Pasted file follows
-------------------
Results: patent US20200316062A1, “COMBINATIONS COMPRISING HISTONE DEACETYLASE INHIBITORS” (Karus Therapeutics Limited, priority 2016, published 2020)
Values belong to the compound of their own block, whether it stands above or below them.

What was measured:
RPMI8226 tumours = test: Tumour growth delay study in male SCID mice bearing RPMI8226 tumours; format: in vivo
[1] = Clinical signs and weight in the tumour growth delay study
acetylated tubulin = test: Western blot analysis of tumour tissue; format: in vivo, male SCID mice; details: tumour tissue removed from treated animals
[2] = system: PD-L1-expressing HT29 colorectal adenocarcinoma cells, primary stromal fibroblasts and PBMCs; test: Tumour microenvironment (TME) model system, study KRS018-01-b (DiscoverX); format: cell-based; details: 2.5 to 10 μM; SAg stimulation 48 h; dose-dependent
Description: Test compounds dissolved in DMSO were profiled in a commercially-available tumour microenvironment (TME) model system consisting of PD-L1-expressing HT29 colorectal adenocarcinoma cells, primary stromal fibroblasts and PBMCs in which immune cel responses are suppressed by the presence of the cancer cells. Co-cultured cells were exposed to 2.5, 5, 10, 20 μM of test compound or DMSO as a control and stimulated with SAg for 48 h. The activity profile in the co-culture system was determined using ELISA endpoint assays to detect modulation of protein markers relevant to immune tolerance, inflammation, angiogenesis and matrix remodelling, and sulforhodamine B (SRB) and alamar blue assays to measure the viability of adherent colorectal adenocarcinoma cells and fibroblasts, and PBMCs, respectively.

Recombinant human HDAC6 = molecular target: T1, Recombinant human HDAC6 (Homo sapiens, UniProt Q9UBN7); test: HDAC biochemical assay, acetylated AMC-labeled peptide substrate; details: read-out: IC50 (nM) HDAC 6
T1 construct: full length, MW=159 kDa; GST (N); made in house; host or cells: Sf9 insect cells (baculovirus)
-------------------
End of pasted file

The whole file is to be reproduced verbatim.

Results: patent US20200316062A1, “COMBINATIONS COMPRISING HISTONE DEACETYLASE INHIBITORS” (Karus Therapeutics Limited, priority 2016, published 2020)
Values belong to the compound of their own block, whether it stands above or below them.

What was measured:
RPMI8226 tumours = test: Tumour growth delay study in male SCID mice bearing RPMI8226 tumours; format: in vivo
[1] = Clinical signs and weight in the tumour growth delay study
acetylated tubulin = test: Western blot analysis of tumour tissue; format: in vivo, male SCID mice; details: tumour tissue removed from treated animals
[2] = system: PD-L1-expressing HT29 colorectal adenocarcinoma cells, primary stromal fibroblasts and PBMCs; test: Tumour microenvironment (TME) model system, study KRS018-01-b (DiscoverX); format: cell-based; details: 2.5 to 10 μM; SAg stimulation 48 h; dose-dependent
Description: Test compounds dissolved in DMSO were profiled in a commercially-available tumour microenvironment (TME) model system consisting of PD-L1-expressing HT29 colorectal adenocarcinoma cells, primary stromal fibroblasts and PBMCs in which immune cel responses are suppressed by the presence of the cancer cells. Co-cultured cells were exposed to 2.5, 5, 10, 20 μM of test compound or DMSO as a control and stimulated with SAg for 48 h. The activity profile in the co-culture system was determined using ELISA endpoint assays to detect modulation of protein markers relevant to immune tolerance, inflammation, angiogenesis and matrix remodelling, and sulforhodamine B (SRB) and alamar blue assays to measure the viability of adherent colorectal adenocarcinoma cells and fibroblasts, and PBMCs, respectively.

Recombinant human HDAC6 = molecular target: T1, Recombinant human HDAC6 (Homo sapiens, UniProt Q9UBN7); test: HDAC biochemical assay, acetylated AMC-labeled peptide substrate; details: read-out: IC50 (nM) HDAC 6
T1 construct: full length, MW=159 kDa; GST (N); made in house; host or cells: Sf9 insect cells (baculovirus)